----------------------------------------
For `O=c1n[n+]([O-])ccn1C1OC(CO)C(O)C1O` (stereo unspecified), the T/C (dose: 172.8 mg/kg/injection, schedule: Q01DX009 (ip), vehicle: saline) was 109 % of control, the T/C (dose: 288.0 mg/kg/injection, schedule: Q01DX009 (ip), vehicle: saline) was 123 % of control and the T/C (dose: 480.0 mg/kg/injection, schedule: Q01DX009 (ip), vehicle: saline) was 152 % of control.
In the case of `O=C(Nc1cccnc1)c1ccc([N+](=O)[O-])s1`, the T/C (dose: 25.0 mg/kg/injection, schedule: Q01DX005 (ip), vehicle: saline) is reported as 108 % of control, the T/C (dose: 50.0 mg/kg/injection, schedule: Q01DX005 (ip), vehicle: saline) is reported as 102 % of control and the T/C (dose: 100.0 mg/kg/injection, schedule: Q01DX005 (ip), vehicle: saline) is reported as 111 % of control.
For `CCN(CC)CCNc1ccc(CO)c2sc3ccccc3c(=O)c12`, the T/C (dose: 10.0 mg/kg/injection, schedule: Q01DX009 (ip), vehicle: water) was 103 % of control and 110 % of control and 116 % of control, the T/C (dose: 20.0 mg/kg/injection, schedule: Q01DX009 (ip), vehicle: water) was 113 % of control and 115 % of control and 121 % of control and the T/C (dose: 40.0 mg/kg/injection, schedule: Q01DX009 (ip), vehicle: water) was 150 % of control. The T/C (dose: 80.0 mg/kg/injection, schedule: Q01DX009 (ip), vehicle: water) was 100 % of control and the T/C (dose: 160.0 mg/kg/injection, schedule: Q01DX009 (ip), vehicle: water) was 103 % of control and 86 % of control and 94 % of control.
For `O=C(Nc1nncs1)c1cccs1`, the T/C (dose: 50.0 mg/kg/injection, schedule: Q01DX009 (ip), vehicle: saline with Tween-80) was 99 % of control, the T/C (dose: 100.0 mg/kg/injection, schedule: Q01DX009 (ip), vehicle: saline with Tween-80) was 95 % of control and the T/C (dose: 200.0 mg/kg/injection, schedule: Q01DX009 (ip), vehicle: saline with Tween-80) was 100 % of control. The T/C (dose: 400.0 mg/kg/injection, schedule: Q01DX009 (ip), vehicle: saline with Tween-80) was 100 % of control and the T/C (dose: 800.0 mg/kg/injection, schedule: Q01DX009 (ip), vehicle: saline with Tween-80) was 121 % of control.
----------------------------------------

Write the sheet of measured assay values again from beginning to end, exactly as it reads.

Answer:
For `O=c1n[n+]([O-])ccn1C1OC(CO)C(O)C1O` (stereo unspecified), the T/C (dose: 172.8 mg/kg/injection, schedule: Q01DX009 (ip), vehicle: saline) was 109 % of control, the T/C (dose: 288.0 mg/kg/injection, schedule: Q01DX009 (ip), vehicle: saline) was 123 % of control and the T/C (dose: 480.0 mg/kg/injection, schedule: Q01DX009 (ip), vehicle: saline) was 152 % of control.
In the case of `O=C(Nc1cccnc1)c1ccc([N+](=O)[O-])s1`, the T/C (dose: 25.0 mg/kg/injection, schedule: Q01DX005 (ip), vehicle: saline) is reported as 108 % of control, the T/C (dose: 50.0 mg/kg/injection, schedule: Q01DX005 (ip), vehicle: saline) is reported as 102 % of control and the T/C (dose: 100.0 mg/kg/injection, schedule: Q01DX005 (ip), vehicle: saline) is reported as 111 % of control.
For `CCN(CC)CCNc1ccc(CO)c2sc3ccccc3c(=O)c12`, the T/C (dose: 10.0 mg/kg/injection, schedule: Q01DX009 (ip), vehicle: water) was 103 % of control and 110 % of control and 116 % of control, the T/C (dose: 20.0 mg/kg/injection, schedule: Q01DX009 (ip), vehicle: water) was 113 % of control and 115 % of control and 121 % of control and the T/C (dose: 40.0 mg/kg/injection, schedule: Q01DX009 (ip), vehicle: water) was 150 % of control. The T/C (dose: 80.0 mg/kg/injection, schedule: Q01DX009 (ip), vehicle: water) was 100 % of control and the T/C (dose: 160.0 mg/kg/injection, schedule: Q01DX009 (ip), vehicle: water) was 103 % of control and 86 % of control and 94 % of control.
For `O=C(Nc1nncs1)c1cccs1`, the T/C (dose: 50.0 mg/kg/injection, schedule: Q01DX009 (ip), vehicle: saline with Tween-80) was 99 % of control, the T/C (dose: 100.0 mg/kg/injection, schedule: Q01DX009 (ip), vehicle: saline with Tween-80) was 95 % of control and the T/C (dose: 200.0 mg/kg/injection, schedule: Q01DX009 (ip), vehicle: saline with Tween-80) was 100 % of control. The T/C (dose: 400.0 mg/kg/injection, schedule: Q01DX009 (ip), vehicle: saline with Tween-80) was 100 % of control and the T/C (dose: 800.0 mg/kg/injection, schedule: Q01DX009 (ip), vehicle: saline with Tween-80) was 121 % of control.